What is Anxiety?

Anxiety is the feeling of being nervous, fearful or tense. It is natural human emotion that is triggered as part of the fight or flight response to protect ourselves in times of danger, stress or fear

Anxiety – Dr Jane

Like all animals, human beings release the stress hormones adrenaline and cortisol in stressful, dangerous and life threatening situations. The purpose of these hormones is to aid and protect our bodies when turning to fightthe danger, or turning to run away.

All of us experience the feeling of anxiety from time to time, if we didn’t we wouldn’t be human.Not only would we not be able to protect ourselves, we wouldn’t be able to show emotion in stressful or distressing times, or indeed have the necessary adrenaline flowing to drive ourselves to perform when needed, such as in job interviews and exams.

Anxiety – Dr Jane

So when does anxiety become a mental health problem?

Anxiety becomes abnormal when the feelings occur out of context.

For example;

•      Out of proportion to the level of stress of the situation

•      the feelings persist when the stressor is removed

•      or without a stressor being present at all

There are many different types of anxiety disorders; from post traumatic stress, to adjustment reactions, to social anxiety disorders, to panic disorders.

Anxiety – Dr Jane – Health line

Generalised anxiety disorder (GAD)

One of the most common types of anxiety is called is generalised anxiety disorder (GAD). In this type of anxiety, people feel stressed, worried or scared most days of their life without any specific trigger. Anxiety can be triggered by simple tasks, which can make activities of daily life extremely stressful or impossible to carry out. This can leave people unable to work through fear of leaving the house or the ability to cope around other people which can result in social isolation.

The symptoms of generalised anxiety disorder include;• Feeling stressed• Restless• The feeling that something terrible is going to happen• Poor concentration• Mood swings• Irritability• Insomnia

Mixed anxiety and depression

Anxiety can occur alone or in combination with depression. Mixed anxiety and depressive disorder is diagnosed when the symptoms of anxiety occur in combination with the biological symptoms of depression which include;• Low mood• Feelings of hopelessness• Poor sleep• Reduced appetite• Increased appetite• Poor concentration• Loss of energy• Poor motivation• Feeling of guilt

Panic disorder

Panic disorder is diagnosed when people with anxiety experience extreme episodes of panic. The physical symptoms of a panic attack are caused high levels of the stress hormones, adrenaline and cortisol which are released in times of stress as part of the fight or flight response described above. The symptoms are very real and very scary. They tend to last for 5-10 minutes, without warning and without a specific trigger making them unpredictable.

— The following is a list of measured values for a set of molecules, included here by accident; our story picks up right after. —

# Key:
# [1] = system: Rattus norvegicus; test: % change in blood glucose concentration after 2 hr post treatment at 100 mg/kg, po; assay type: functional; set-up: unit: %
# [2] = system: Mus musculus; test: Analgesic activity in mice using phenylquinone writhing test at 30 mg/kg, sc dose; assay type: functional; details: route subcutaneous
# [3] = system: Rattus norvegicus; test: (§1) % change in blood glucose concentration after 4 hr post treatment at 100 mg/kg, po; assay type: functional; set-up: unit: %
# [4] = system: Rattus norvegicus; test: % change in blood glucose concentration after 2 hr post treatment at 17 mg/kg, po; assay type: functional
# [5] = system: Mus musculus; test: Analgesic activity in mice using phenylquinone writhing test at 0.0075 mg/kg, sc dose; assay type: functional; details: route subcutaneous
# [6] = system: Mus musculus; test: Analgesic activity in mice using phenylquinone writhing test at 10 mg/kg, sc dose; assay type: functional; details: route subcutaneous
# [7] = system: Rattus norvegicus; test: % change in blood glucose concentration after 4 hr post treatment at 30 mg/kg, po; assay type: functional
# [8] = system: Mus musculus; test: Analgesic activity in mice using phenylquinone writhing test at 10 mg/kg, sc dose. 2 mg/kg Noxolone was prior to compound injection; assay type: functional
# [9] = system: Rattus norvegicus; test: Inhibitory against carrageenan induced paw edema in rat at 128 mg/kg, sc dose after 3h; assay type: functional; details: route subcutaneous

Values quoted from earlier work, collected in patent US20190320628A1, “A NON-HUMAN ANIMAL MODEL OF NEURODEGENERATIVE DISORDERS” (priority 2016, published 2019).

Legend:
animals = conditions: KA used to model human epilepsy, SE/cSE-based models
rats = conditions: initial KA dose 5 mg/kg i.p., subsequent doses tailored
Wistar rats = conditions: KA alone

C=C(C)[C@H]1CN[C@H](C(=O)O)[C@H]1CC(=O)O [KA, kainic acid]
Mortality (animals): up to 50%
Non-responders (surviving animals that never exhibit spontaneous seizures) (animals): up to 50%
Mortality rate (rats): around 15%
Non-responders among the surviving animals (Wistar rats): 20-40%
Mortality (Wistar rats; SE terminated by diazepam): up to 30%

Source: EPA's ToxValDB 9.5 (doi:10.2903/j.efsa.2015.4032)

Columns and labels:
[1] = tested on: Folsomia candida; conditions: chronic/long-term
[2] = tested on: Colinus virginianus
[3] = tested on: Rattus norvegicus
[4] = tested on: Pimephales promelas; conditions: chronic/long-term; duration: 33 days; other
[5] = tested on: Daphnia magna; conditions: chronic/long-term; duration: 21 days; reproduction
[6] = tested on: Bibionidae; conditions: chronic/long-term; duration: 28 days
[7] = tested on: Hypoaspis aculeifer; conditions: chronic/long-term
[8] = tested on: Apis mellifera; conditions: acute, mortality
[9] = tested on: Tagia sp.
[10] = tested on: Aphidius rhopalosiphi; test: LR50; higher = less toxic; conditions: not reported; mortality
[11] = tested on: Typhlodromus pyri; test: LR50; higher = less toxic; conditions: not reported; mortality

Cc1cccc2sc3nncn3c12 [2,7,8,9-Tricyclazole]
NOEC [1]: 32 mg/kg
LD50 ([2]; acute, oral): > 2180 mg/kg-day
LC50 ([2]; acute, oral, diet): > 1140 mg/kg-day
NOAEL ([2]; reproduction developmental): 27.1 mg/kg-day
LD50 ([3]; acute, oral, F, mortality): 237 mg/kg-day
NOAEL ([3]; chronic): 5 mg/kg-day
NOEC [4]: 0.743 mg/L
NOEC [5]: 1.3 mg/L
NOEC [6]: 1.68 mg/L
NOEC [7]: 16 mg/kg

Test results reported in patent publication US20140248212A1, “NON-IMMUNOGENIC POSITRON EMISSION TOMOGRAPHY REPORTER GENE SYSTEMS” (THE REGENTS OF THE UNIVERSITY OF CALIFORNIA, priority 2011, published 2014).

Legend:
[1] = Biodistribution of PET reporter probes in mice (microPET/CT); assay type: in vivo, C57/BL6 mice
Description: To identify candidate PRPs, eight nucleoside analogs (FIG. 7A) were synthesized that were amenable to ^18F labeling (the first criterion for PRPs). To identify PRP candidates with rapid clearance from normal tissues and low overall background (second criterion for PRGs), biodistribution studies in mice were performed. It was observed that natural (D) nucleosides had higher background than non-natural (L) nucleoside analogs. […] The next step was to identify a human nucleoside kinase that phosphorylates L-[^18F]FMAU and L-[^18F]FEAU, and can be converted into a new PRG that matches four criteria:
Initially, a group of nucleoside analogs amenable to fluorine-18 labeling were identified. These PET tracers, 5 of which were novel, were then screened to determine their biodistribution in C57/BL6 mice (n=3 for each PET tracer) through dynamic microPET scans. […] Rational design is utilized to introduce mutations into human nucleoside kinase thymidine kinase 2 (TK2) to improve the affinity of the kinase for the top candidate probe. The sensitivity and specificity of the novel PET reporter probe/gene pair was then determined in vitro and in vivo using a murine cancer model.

The symptoms include;• Palpitations• Chest pain• Shortness of breath• Sweating• Clamminess• Nausea• Dizziness• Feeling faint• Tingling in hands and around the mouth• Pins and needles


The treatment for anxiety depends on the type of anxiety that is diagnosed.

Psychological therapies

Cognitive Behavioural Therapy (CBT)

CBT has been the gold standard psychological treatment for anxiety for many years.

It is a talking therapy which involves working with a counsellor to explore your thoughts and feelings to unravel how particular thoughts and feelings lead to behaviours. It does not focus on events of the past; instead it helps you to reflect on your current thought processes and develop new strategies to change your behaviour.

Anxiety- Dr Jane


In cases of mixed anxiety and depression, anti-depressant medication maybe useful to treat the combination of problems although anti-depressants are not routinely prescribed to treat anxiety alone.

Previously, benzodiazepines such as diazepam were frequently prescribed to treat anxiety. However, they are no longer recommended routinely treat anxiety due to their highly addictive nature and the fact that they do not treat the underlying problem causing the anxiety, they only mask the symptoms.

Beta – blockers such as propranolol can be prescribed to ease the physical symptoms caused by anxiety. Ideally they should be used in the short term in combination with psychological therapy which targets the underlying cause of the anxiety.


Like many physical and mental health problems, lifestyle factors and adaptations play a big role in symptom management and prevention.

Anxiety- Dr Jane

Exercise goes a long way in treating anxiety. It releases natural endorphins to lift our mood and helps our body and mind de-stress.

Anxiety- Dr Jane

Mindfulness through meditation and other psychological training methods is an excellent way to manage feelings of anxiety and lift your mood. Downloading the headspace app and setting aside just 10 minutes every day can have a significant benefit to your overall mental health.

Self Help

Methods of self-directed CBT can be assessed by everyone without requiring a referral from your GP. A useful website is mood gym https://moodgym.anu.edu.au/welcome.

Charities such as Mind and Anxiety UK are also really helpful in providing support and useful tips and techniques to help manage your symptoms day to day.

If you feel like you are suffering from any of the symptoms of anxiety or depression, please please don’t hesitate to see your GP. Anxiety is a really common problem and most GP’s are sympathetic, supportive and experienced in managing your symptoms. 

Dr Jane Leonard

104 Harley Street, London W1G 7JD

+44 (0)20 7632 7558